Mercedes-Benz led the U.S. luxury-brand sales race through April of 2013, but BMW of North America CEO Ludwig Willisch expects BMW to repeat as No. 1 for the year.
Willisch says help is on the way in the form of three models debuting this fall: the 3-series GT crossover, 4-series coupe and a redesigned X5 crossover.
Willisch, 56, said he is also focused on improving dealer relations, an area in which BMW struggled before he took the helm in October 2011. Willisch was interviewed by Staff Reporter Diana T. Kurylko at BMW of North America headquarters in Woodcliff Lake, N.J.
Q: Will BMW again be the No. 1 luxury brand in the United States this year? And why is that important?
A: We will do well this year. We have full availability of the 3 series and the xDrive and have added the 3-series wagon. Later this year we will have the 3-series GT and the 4-series coupe. We also have a new X5 coming in the fall. Those should all help sales.
We like to be No. 1. We are No. 1 in the world [in luxury-brand sales] and intend to be in 2013 again [in the United States]. Obviously some competitors are annoyed by the fact that we are No. 1. At least for them, it is meaningful.
Why are you adding the 3-series GT crossover when you have a 3-series station wagon?
The 3-series GT crossover combines the agility of the 3 series with the versatility of a wagon and the elegance of a coupe. It is a bit larger and a bit higher than the 3-series sedan.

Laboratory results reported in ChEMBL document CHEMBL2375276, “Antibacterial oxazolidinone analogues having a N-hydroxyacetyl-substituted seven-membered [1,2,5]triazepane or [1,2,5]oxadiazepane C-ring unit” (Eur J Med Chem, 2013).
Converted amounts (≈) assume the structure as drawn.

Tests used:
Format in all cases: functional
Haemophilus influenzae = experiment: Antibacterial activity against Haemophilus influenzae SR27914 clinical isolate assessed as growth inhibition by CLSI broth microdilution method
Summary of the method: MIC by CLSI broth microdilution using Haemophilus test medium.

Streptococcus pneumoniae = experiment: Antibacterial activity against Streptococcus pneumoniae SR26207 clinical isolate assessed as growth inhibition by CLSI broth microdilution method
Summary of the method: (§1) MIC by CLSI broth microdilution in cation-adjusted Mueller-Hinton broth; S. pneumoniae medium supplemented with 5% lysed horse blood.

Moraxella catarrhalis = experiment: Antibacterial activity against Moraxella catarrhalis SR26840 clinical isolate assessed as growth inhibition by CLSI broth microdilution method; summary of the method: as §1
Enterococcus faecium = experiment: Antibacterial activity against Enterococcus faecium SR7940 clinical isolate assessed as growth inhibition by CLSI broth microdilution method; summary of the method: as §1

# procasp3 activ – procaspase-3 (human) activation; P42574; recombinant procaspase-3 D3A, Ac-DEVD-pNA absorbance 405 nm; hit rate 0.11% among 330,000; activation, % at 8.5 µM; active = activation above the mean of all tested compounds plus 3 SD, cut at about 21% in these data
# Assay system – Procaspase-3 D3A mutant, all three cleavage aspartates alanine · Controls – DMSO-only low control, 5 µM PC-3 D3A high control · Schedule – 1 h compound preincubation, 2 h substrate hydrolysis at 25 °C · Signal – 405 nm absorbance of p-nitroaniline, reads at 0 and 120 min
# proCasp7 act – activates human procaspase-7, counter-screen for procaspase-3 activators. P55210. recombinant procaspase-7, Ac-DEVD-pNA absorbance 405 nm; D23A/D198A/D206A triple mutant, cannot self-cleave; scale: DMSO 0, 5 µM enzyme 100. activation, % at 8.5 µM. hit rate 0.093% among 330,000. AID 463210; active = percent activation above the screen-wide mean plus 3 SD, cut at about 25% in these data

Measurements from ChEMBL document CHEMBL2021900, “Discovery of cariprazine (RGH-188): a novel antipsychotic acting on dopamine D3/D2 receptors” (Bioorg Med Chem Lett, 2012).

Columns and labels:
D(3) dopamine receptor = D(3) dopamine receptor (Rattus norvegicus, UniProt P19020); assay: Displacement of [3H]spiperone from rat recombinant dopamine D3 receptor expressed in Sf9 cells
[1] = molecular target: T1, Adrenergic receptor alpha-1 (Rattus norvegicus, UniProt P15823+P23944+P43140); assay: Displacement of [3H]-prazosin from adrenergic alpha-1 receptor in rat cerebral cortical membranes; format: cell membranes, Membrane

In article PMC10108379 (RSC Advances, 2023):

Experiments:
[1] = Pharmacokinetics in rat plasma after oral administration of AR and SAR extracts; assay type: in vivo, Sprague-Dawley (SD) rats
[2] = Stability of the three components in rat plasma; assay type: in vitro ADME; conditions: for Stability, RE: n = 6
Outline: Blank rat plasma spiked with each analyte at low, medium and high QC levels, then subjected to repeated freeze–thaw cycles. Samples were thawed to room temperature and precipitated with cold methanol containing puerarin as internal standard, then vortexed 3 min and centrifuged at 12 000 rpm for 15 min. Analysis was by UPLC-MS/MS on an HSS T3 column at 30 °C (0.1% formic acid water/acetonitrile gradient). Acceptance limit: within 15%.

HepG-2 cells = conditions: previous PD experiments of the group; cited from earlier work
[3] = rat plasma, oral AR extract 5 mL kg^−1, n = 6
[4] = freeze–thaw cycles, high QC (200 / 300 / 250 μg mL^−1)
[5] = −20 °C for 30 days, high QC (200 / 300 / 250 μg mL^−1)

Is the new compact X1 crossover bringing in new customers? How many will you sell this year?
Last year we sold almost 9,000 -- we started sales in September. This year, we will at least double that number. It conquers new customers for us -- 75 percent of X1 buyers are new to the brand. We had not counted on a number that high. They come mostly from the mass market manufacturers. It is the first X product with rear-wheel drive as an option and it does very well in the South.
When will BMW roll out new dealership standards?
We have a new corporate identity standard for every new [dealership]. We will talk to every dealer to have an individual plan. We had all the dealers in Las Vegas [in April] for a meeting and there was an understanding that we are mutually making a plan how to go forward.
Did you show dealers the new showroom requirements?
We showed them the new standard for BMW i and they were blown away. They really liked it. It is a module for the showroom made out of wood. You can have two sizes -- one for i3 and the other that combines i3 and i8. It is a separate area, a light-colored wooden display. It curves around and covers the wall. It's a special environment where you show the cars.
You've said BMW will add diesel engines to most of the U.S. model range.
Very true -- for most of the model range. We are convinced that diesel is still a very viable offer in today's environment and has the torque Americans want. Diesel still has a huge advantage in fuel economy over a gas engine, between 20 and 25 percent. That is why we are coming out with a 3 series and 5 series this year and there is more to come. Right now we are looking at 45 mpg highway for the 328 diesel.
How long will it take to put diesels into most of your U.S. vehicles?
How will BMW compete with the $30,000 Mercedes-Benz CLA front-wheel-drive compact on sale this fall?
The 320i [a new entry-level 3-series sedan that has just gone on sale] will play a part in that.
Are you seeing much interest in the 320i?
It is too early, we just have a couple hundred cars on the ground. We can talk about that in June.
There has been talk that BMW will make a 1-series sedan for this market.